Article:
For those of you who aren’t from New England, candlepin bowling is a unique version of the sport invented in 1880 in Worcester, Massachusetts by a local bowling alley owner, Justin White. Candlepin bowling is clearly evidence of New England as a regional innovation hot-spot. For the most part candlepin never caught on outside of New England and the Canadian Maritime provinces. In the region candlepin bowling enjoyed a cult following including its own local television shows. I remember Candlepins for Cash, which was a Saturday morning staple and may well have been the first reality television show.
The first noticeable difference from the more popular ten-pin variety of bowling is the small size of the balls. Don’t look for holes for your fingers because there aren’t any. The ball is 4 ½ ” in diameter weighing only 1.13 kg. It fits in the palm of your hand and can literally be thrown rather than rolled down the alley at the pins. I have seen many errant candlepin balls launched across lanes. Personal injury insurance is a must. Back in the day I owned a set of balls (spare me the cajones jokes) and yes of course the required bowling ball bag. The balls were a pearly white with wonderful lime green marble swirls throughout. Come to think of it I wonder where they went. Most likely my wife sold them at a garage sale when I wasn’t paying attention.
Another difference in candlepin bowling is the size of the skinny pins (15 ¾ ” by 3″) which are harder to knock down so you get three tries in every frame versus the two attempts you get in ten-pin. My favorite difference in candlepin bowling is that the deadwood between shots isn’t cleared. In other words pins that are knocked down are left as they lie to either impede or aid the subsequent shot in each frame. You haven’t lived until clearing a 7-10 split which would be all but impossible without the help of well-placed deadwood. I love this aspect of the sport and in this way candlepin bowling is like the innovation process and life. There is always deadwood to deal with. It is how you deal with and leverage the deadwood in your life that defines you.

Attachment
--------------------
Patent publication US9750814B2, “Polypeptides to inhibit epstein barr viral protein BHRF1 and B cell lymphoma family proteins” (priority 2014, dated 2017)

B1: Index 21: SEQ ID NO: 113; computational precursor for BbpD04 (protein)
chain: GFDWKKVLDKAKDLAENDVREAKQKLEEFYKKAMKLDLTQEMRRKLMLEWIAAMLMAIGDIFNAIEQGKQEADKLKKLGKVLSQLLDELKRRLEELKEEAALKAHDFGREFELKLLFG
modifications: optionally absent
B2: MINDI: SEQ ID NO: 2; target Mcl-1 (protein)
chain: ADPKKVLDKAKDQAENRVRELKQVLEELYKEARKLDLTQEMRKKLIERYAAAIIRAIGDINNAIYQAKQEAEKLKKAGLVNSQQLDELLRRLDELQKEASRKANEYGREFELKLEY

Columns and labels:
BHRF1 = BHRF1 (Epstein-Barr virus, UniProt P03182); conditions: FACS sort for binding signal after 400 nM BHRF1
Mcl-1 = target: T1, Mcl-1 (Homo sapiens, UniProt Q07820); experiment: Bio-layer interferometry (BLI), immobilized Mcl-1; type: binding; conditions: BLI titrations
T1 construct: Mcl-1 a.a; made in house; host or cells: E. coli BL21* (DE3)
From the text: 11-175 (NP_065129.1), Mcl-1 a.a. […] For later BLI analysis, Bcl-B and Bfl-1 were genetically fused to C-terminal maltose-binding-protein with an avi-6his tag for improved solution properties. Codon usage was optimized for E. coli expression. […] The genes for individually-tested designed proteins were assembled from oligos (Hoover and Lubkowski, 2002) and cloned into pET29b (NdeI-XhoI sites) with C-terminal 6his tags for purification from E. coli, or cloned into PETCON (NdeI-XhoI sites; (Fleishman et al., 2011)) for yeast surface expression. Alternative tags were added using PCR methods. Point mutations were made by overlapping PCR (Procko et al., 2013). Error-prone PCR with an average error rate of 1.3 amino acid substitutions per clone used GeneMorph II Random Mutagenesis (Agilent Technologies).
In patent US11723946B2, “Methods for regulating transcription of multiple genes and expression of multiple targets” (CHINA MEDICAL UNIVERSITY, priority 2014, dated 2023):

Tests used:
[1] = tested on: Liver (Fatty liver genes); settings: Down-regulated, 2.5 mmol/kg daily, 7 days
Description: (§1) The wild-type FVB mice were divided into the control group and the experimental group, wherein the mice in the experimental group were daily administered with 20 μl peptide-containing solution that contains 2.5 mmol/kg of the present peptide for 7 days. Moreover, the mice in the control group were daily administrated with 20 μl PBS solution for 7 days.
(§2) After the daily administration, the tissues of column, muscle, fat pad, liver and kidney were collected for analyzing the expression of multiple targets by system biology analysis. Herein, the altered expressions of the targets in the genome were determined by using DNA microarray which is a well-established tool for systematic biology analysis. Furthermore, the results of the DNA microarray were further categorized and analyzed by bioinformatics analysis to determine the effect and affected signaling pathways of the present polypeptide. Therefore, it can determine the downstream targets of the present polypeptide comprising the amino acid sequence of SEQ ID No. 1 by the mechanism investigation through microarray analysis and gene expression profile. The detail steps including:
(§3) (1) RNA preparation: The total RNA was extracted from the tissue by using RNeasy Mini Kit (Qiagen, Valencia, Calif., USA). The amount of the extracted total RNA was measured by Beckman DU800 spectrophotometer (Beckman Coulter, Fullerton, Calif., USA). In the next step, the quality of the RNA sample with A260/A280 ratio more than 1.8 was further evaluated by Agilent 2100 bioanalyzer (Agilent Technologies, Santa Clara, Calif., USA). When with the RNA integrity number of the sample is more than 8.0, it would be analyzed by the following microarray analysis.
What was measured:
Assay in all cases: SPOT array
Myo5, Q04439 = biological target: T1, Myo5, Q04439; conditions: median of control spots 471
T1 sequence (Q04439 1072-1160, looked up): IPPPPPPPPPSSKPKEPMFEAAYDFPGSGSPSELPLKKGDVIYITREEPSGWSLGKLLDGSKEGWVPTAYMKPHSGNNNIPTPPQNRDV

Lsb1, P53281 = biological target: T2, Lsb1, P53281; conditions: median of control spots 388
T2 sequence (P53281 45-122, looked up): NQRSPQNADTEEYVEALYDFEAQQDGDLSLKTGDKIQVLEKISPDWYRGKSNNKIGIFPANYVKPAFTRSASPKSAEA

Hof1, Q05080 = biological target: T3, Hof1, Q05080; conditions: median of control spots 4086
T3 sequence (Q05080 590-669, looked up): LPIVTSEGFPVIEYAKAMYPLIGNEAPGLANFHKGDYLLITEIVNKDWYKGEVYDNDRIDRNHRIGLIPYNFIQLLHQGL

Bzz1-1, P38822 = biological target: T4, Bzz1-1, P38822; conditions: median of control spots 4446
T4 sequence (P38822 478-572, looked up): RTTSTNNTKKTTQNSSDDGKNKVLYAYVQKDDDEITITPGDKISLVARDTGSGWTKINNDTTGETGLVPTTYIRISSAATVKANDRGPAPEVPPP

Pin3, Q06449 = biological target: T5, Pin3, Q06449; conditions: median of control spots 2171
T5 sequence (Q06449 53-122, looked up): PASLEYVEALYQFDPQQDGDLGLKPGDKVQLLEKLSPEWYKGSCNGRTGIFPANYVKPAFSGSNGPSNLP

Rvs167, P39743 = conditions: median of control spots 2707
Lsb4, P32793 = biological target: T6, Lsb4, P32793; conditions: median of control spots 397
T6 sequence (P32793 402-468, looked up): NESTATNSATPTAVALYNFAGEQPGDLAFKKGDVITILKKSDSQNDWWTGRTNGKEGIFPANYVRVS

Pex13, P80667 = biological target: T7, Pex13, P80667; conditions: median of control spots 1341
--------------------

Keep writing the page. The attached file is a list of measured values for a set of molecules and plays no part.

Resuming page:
Read the rest of…
Saul Kaplan: Innovators Leverage the Deadwood
One of the great things about having the kids around the house this summer is the temporary return of snack food. But this summer is different; the snacks are all lined up in the cupboard in 100-calorie bite size packages. As if the packaging alone will ensure portion control and make snacking consistent with our attempts at healthy living. Of course it only works if you stop with one 100-calorie package, which I seldom do. While snacking I have been thinking about the idea of bite size packaging and wondering if breaking up big hairy social goals into 100-calorie bite size packages of work tasks would better enable us to harness the power of social media to get more stuff done.
Social media platforms like Twitter and Facebook are incredible at stirring up the pot but not as good at serving the meal. I have been amazed at the way social media enables the exchange of ideas. The school doors are open 24/7 for life long learning. Diverse communities of interest arise spontaneously reacting to world events, spectacles, and provocative ideas. But how do we translate interest and commentary into action?
I am fortunate to interact every day with passionate and motivated innovators who agree that we must transform our health care, education, and energy systems. We also agree that the technology we need is available today to enable transformative change. This is our window of opportunity. Tweaking the current systems won’t work. We need real systems change and the key will be to unleash the power of social media beyond exchanging ideas to taking meaningful action. What if we could make it as easy to take an action step, as it is today to contribute and react to ideas? The way forward is to break these seemingly overwhelming social tasks down in to bite size 100-calorie packages so that social media enabled communities can engage by rolling up their sleeves and contributing deliverables that will advance these important causes.